Reader Tom Ehlers lives in West Islip.
High schoolers across the country have had Saturday, June 4, circled on their calendars for a long time -- the day they'll take the SAT exam for college admittance. Perhaps as you read this, thousands are sweating through the test.
I know the SAT intimately. I have been running a test-preparation and tutoring company on Long Island for 12 years. This year I thought it would be valuable to retake the test myself, to remember what students go through.
In April, I registered online (no more snail mail). With a late fee and the option to have my test booklet mailed to me, my fee came to $80. That night, before I went to sleep, I wondered, "What if I screw this test up? What if my score is low?" I nervously laughed and told my wife. Her response: Imagine what your students are going through.
On test day, May 7, I showed up at 7:45 a.m. at Bay Shore High School (the same place I took the SAT back in high school in 1993). I could feel the stares and hear the whispers of the 16- and 17-year-olds wondering why a 35-year-old was standing in line with them. "Hey, check out the old guy," one teen whispered.
I made sure to enter the classroom first and slid into a seat in a back corner -- to avoid distracting the students. But during pretest instructions, the supervisor ordered me, without explanation, to switch with a girl who was sitting in the front row, middle seat. Her look said, "We need to keep an eye on the old guy." The knots in my stomach tightened.
When the test began, I found myself forgetting to use the strategies that I teach students every day -- like crossing out the entire wrong answer on a multiple-choice question, rather than just the letter. When I used the strategies, I remember thinking, "Wow, this is definitely making the questions easier."
But concentrating on one thing for 5 1/2 hours is truly difficult, and just 45 minutes in, my mind began drifting. Unlike teens, perhaps, I didn't think about which room my girlfriend was in or the big upcoming soccer game. My mind instead meandered to my twin 2-year-olds and to the students I tutor who were taking the test that day, too.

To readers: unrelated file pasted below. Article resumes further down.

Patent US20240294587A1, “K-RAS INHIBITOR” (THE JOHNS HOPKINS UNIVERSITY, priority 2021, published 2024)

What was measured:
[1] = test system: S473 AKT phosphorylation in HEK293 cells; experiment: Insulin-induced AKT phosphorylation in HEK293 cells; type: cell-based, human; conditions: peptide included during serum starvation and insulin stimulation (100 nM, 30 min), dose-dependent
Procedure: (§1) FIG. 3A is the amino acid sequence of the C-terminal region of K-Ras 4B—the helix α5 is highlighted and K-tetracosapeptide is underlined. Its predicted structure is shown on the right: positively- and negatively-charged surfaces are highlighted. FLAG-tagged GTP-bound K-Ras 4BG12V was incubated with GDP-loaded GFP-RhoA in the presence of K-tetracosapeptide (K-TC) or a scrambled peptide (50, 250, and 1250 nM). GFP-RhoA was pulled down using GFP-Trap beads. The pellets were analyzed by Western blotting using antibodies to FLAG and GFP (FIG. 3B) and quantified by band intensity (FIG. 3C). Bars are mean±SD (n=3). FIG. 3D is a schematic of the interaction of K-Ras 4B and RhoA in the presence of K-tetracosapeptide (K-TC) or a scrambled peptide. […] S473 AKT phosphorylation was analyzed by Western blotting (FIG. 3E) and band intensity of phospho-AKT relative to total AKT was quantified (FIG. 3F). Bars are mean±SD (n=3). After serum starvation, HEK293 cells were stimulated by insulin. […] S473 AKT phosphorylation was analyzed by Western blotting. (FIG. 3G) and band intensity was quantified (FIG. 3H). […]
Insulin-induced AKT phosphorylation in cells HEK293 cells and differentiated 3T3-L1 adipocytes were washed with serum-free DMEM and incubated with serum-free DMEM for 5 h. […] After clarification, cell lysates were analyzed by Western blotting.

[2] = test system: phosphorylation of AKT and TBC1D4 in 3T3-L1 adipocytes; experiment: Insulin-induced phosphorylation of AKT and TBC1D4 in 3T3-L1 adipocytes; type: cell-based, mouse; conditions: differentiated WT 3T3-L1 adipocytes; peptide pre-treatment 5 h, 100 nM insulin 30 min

After 3 1/2 hours, the proctor, an older woman, walked by my desk, leaned over, and whispered in a friendly voice, "Why are you putting yourself through this?" I gave a weak smile that said, "I don't know what I was thinking."
I lost focus when a student in back kept sneezing. Every time she did, five students unfailingly said, "Bless you."
SAT questions I had seen many times before kept slapping me in the face. For example, a grammar question asked if a person chooses between "this and this" or "this or this." (One should always say, "I am making a choice between this and this.")
I kept thinking that the exam is merely a test of how well you know the SAT -- one of the many criticisms of this test, and of testing in general. I felt some frustration about this as I witnessed the anxiety of students around me. But I also believe that the SAT tests students on English and math concepts that a person should know before starting college. Teaching to a test that is based on high-level critical-thinking skills is not such a bad thing.
The last aspect of this ordeal -- for me and for students -- was going online to check the results in late May. I was surprised to feel my heart race as I went to the official website. I was nervous . . . then relieved: I had done well -- a perfect 800 in the reading, and 760 each in math and writing. (But, of course, I have a college education -- and lots of SAT practice.) Most important, I gained a lot of insight about what students go through. My inescapable conclusion: I don't want to suffer through the SAT again for at least another 18 years.